It’s followed by No Bikini, about a young girl who takes off her bikini top and passes as a boy at a summer swim camp. The tale is told in voiceover as shots of young kids splash about in a community pool, under the supervision of a hilariously overbearing coach.
It’s the third film in a row about young girls and rather quirky childhood experiences. From Andy’s straight-up tomboy to Bikini’s heroine’s defiant act of tossing her top, the first section of the collection feels comprehensive and solid. There are no romances or even any strictly lesbian content — but each movie speaks to the experience of growing up outside the expected “norms” of femininity.
The kid gloves come off for Gay Bash, a music video featuring Melange Lavonne, who raps about homophobia, bigotry, and yes, gay-bashing. The song is great, and the sentiment is there, but the video comes off as a rather mundane production. One wishes the video was presented with more gloss — or more grittiness — as it uncomfortably straddles the line.
Next in the sequence is Don’t Mess With Texas, a whacked-out comedy about two very outspoken lesbians taking on the occupants of a roadhouse café deep in Bush Country. There’s a very funny twist that keeps it from sinking into self-parodying territory, but your appreciation for this will depend entirely on your tolerance (or love) of camp. Viewers who like a little absurdity or Better Than Chocolate-style humor will probably love this one.
Mars is a straight-up drama about a young photographer who falls for a teenage gang leader in modern Germany. It’s reminiscent of the 1990s film F–king Amal (Show Me Love) in its unapologetic portrayal of teenage angst and lesbian opposites attracting, and just as gritty in its camerawork and acting. It’s also the heaviest (and potentially, most satisfying) dramatic short of the bunch.
Next in the lineup is I Heart Veronica Martin, which could have easily been titled “But I’m (in Love With) A Cheerleader!” Darby is a lonely teen with a penchant for writing in her diary and crushing on All-American babe (and head cheerleader) Veronica Martin.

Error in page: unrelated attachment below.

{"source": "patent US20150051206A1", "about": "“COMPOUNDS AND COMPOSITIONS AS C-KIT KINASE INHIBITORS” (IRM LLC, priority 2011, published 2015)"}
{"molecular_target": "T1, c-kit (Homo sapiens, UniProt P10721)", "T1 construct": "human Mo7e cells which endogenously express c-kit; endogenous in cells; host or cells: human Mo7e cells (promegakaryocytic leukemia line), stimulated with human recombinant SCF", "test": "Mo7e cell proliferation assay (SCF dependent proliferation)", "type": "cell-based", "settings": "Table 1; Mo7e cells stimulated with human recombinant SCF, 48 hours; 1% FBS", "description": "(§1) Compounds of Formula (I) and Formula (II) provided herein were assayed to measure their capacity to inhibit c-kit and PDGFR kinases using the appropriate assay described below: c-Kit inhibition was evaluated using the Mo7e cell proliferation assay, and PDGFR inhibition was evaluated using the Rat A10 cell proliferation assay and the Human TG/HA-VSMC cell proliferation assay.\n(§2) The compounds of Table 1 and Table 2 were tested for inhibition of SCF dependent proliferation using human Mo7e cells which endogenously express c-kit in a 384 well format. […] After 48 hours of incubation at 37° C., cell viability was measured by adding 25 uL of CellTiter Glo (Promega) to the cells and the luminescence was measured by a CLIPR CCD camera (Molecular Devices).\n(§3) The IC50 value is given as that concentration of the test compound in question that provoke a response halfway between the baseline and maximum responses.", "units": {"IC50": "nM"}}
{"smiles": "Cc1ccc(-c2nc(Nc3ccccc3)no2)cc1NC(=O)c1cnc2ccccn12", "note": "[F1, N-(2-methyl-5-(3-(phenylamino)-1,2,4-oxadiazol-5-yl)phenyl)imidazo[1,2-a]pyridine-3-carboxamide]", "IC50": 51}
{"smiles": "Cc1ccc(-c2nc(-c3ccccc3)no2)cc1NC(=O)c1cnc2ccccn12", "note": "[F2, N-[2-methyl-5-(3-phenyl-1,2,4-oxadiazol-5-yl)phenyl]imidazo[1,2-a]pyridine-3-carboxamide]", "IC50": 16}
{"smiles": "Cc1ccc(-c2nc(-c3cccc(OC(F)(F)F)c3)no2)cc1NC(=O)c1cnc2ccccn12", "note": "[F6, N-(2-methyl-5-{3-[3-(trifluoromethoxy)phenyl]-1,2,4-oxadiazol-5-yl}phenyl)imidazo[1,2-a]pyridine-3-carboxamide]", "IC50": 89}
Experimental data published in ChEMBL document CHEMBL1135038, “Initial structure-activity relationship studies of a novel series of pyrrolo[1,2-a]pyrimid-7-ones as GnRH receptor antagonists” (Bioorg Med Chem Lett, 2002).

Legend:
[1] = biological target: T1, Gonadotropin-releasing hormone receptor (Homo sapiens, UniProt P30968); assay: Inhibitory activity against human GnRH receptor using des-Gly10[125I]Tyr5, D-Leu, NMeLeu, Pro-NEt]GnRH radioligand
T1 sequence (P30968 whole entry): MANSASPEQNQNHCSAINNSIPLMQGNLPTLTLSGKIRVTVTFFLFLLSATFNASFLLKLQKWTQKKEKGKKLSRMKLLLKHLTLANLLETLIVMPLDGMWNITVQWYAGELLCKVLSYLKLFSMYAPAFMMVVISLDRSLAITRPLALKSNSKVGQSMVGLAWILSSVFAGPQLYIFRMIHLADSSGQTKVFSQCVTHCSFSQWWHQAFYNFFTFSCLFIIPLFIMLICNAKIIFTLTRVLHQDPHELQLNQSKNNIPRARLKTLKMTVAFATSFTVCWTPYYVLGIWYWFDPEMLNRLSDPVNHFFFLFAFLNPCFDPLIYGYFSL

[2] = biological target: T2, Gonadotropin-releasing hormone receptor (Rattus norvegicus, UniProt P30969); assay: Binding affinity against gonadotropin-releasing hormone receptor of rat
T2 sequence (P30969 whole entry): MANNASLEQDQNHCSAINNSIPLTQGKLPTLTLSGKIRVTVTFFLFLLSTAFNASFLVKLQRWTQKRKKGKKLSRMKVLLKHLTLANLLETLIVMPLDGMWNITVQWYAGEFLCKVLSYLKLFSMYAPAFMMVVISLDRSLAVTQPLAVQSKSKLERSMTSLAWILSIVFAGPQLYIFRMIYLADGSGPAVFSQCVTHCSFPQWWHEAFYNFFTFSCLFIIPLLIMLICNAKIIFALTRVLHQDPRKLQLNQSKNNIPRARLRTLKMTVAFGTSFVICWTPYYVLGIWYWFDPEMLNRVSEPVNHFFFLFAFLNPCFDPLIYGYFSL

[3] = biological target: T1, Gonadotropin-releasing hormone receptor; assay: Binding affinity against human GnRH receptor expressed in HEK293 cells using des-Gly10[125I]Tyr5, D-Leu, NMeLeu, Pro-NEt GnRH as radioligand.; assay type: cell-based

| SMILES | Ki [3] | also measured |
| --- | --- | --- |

When Veronica starts hanging out with Darby, an all-too-familiar “not quite platonic” friendship develops, sending our heroine over the edge. It’s funny and memorable material – many queer women will smile and cringe simultaneously at the familiarity of the subject matter.
She Likes Girls 4 closes on its strongest and sexiest piece — Pages of a Girl, the story of two women who meet working in a bookstore in 1950s Brazil. It has all the right moves — the girl meets girl storyline, the push and pull of a great period piece with queer characters, and a very sultry, simmering chemistry between the two leads.
It’s a strong collection, with only a mild misstep or two. The balance between heavier dramatic content and the truly campy comedies is satisfying — clearly, an appreciable amount of energy went into the planning here. While the “tomboys and tough girls” theme doesn’t exactly carry through the second half of the DVD, it’s hardly a problem given the variety and talent on display here.
The short format is truly becoming a bastion of creativity and innovation in queer cinema — the lower budgets and greater acceptance of “indie” sensibilities make it a real haven for cash-strapped yet gifted filmmakers looking to get their voices heard. The She Likes Girls series continues to offer up the cream of the crop — and this most recent installment represents the best collection yet.
She Likes Girls 4 is available now on DVD.